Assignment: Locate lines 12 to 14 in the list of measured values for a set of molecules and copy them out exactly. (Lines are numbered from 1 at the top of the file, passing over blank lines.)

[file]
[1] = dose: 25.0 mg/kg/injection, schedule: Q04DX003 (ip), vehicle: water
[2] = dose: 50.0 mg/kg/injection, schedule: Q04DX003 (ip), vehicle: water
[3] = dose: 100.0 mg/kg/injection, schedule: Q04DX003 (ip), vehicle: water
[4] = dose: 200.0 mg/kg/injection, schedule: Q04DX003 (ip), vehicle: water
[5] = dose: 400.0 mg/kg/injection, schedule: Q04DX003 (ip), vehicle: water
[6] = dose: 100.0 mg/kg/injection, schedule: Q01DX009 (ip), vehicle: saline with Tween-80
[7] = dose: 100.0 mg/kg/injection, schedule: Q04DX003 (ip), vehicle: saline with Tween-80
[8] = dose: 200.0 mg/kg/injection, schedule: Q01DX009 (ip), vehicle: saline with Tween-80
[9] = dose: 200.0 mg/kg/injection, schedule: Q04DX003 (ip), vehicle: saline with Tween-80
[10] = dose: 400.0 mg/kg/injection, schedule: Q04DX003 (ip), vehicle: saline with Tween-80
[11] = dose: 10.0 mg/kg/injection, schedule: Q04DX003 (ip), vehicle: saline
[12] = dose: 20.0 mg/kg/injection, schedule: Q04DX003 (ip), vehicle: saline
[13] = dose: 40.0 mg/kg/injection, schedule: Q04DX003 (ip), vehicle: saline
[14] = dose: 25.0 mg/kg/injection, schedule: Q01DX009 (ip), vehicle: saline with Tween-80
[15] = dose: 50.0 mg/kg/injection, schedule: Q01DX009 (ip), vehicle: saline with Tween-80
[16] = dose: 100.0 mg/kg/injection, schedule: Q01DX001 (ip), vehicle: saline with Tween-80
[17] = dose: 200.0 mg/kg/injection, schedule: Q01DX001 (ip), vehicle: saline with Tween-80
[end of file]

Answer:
[12] = dose: 20.0 mg/kg/injection, schedule: Q04DX003 (ip), vehicle: saline
[13] = dose: 40.0 mg/kg/injection, schedule: Q04DX003 (ip), vehicle: saline
[14] = dose: 25.0 mg/kg/injection, schedule: Q01DX009 (ip), vehicle: saline with Tween-80